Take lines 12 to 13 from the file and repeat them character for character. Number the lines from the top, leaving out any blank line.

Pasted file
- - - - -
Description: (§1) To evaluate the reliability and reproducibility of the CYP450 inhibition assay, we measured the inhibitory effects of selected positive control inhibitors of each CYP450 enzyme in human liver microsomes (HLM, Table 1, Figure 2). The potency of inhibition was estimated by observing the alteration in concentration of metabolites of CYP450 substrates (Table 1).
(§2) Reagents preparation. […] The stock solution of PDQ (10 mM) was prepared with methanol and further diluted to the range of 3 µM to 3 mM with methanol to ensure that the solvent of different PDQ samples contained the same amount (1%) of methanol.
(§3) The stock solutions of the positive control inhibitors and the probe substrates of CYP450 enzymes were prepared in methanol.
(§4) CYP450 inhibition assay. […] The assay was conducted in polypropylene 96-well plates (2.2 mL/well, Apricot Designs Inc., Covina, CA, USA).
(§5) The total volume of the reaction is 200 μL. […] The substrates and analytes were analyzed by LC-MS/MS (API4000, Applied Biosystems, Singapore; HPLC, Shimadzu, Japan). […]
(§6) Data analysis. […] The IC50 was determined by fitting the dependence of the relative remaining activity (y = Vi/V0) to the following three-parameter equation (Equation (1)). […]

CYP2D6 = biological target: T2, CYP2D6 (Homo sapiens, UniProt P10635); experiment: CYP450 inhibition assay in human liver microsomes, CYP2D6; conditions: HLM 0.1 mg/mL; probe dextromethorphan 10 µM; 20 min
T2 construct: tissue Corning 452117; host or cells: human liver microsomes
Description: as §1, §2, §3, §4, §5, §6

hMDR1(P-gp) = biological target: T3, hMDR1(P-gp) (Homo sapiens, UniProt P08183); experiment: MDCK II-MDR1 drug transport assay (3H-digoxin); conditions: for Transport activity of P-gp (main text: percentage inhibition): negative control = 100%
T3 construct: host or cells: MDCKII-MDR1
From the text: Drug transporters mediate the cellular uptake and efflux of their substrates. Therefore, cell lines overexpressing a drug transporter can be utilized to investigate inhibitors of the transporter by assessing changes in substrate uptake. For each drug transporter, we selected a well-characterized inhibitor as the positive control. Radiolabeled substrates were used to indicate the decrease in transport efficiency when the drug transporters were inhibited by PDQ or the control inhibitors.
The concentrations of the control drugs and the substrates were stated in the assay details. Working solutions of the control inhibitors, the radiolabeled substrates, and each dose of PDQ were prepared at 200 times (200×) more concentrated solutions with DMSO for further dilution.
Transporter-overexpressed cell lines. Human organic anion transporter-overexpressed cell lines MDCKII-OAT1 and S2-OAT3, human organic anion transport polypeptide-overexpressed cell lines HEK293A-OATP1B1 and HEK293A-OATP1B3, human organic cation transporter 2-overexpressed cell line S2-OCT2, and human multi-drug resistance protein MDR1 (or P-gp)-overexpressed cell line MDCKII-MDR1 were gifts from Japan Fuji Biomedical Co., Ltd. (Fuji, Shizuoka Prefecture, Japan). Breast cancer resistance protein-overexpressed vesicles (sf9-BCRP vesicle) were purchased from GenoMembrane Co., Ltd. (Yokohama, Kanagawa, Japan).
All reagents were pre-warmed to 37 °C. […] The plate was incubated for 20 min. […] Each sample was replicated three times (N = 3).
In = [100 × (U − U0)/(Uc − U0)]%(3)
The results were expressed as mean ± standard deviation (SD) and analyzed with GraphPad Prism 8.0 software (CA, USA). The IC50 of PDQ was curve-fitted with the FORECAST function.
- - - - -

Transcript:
From the text: Drug transporters mediate the cellular uptake and efflux of their substrates. Therefore, cell lines overexpressing a drug transporter can be utilized to investigate inhibitors of the transporter by assessing changes in substrate uptake. For each drug transporter, we selected a well-characterized inhibitor as the positive control. Radiolabeled substrates were used to indicate the decrease in transport efficiency when the drug transporters were inhibited by PDQ or the control inhibitors.
The concentrations of the control drugs and the substrates were stated in the assay details. Working solutions of the control inhibitors, the radiolabeled substrates, and each dose of PDQ were prepared at 200 times (200×) more concentrated solutions with DMSO for further dilution.